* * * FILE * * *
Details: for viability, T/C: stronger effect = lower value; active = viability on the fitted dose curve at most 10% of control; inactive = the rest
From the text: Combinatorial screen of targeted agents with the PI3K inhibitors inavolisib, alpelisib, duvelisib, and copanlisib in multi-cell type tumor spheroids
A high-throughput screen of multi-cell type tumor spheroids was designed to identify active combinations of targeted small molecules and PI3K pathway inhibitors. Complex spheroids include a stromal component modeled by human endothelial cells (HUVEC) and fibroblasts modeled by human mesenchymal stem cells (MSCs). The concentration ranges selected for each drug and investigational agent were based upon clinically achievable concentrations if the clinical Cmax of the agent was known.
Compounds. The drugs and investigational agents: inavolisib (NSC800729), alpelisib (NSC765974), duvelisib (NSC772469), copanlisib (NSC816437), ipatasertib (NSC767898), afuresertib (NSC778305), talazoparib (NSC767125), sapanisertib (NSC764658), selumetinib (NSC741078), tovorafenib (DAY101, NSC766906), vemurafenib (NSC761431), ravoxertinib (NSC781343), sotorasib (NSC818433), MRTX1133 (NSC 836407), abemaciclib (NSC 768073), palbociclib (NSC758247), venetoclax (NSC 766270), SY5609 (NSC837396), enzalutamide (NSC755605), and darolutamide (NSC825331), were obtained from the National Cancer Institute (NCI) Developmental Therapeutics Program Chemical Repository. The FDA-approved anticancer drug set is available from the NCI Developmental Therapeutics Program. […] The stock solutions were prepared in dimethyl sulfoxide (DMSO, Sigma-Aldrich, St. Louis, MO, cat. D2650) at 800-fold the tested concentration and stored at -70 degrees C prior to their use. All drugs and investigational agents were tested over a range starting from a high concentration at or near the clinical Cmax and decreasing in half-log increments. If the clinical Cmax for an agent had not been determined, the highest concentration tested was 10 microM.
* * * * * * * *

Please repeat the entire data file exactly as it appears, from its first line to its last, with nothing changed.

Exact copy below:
Details: for viability, T/C: stronger effect = lower value; active = viability on the fitted dose curve at most 10% of control; inactive = the rest
From the text: Combinatorial screen of targeted agents with the PI3K inhibitors inavolisib, alpelisib, duvelisib, and copanlisib in multi-cell type tumor spheroids
A high-throughput screen of multi-cell type tumor spheroids was designed to identify active combinations of targeted small molecules and PI3K pathway inhibitors. Complex spheroids include a stromal component modeled by human endothelial cells (HUVEC) and fibroblasts modeled by human mesenchymal stem cells (MSCs). The concentration ranges selected for each drug and investigational agent were based upon clinically achievable concentrations if the clinical Cmax of the agent was known.
Compounds. The drugs and investigational agents: inavolisib (NSC800729), alpelisib (NSC765974), duvelisib (NSC772469), copanlisib (NSC816437), ipatasertib (NSC767898), afuresertib (NSC778305), talazoparib (NSC767125), sapanisertib (NSC764658), selumetinib (NSC741078), tovorafenib (DAY101, NSC766906), vemurafenib (NSC761431), ravoxertinib (NSC781343), sotorasib (NSC818433), MRTX1133 (NSC 836407), abemaciclib (NSC 768073), palbociclib (NSC758247), venetoclax (NSC 766270), SY5609 (NSC837396), enzalutamide (NSC755605), and darolutamide (NSC825331), were obtained from the National Cancer Institute (NCI) Developmental Therapeutics Program Chemical Repository. The FDA-approved anticancer drug set is available from the NCI Developmental Therapeutics Program. […] The stock solutions were prepared in dimethyl sulfoxide (DMSO, Sigma-Aldrich, St. Louis, MO, cat. D2650) at 800-fold the tested concentration and stored at -70 degrees C prior to their use. All drugs and investigational agents were tested over a range starting from a high concentration at or near the clinical Cmax and decreasing in half-log increments. If the clinical Cmax for an agent had not been determined, the highest concentration tested was 10 microM.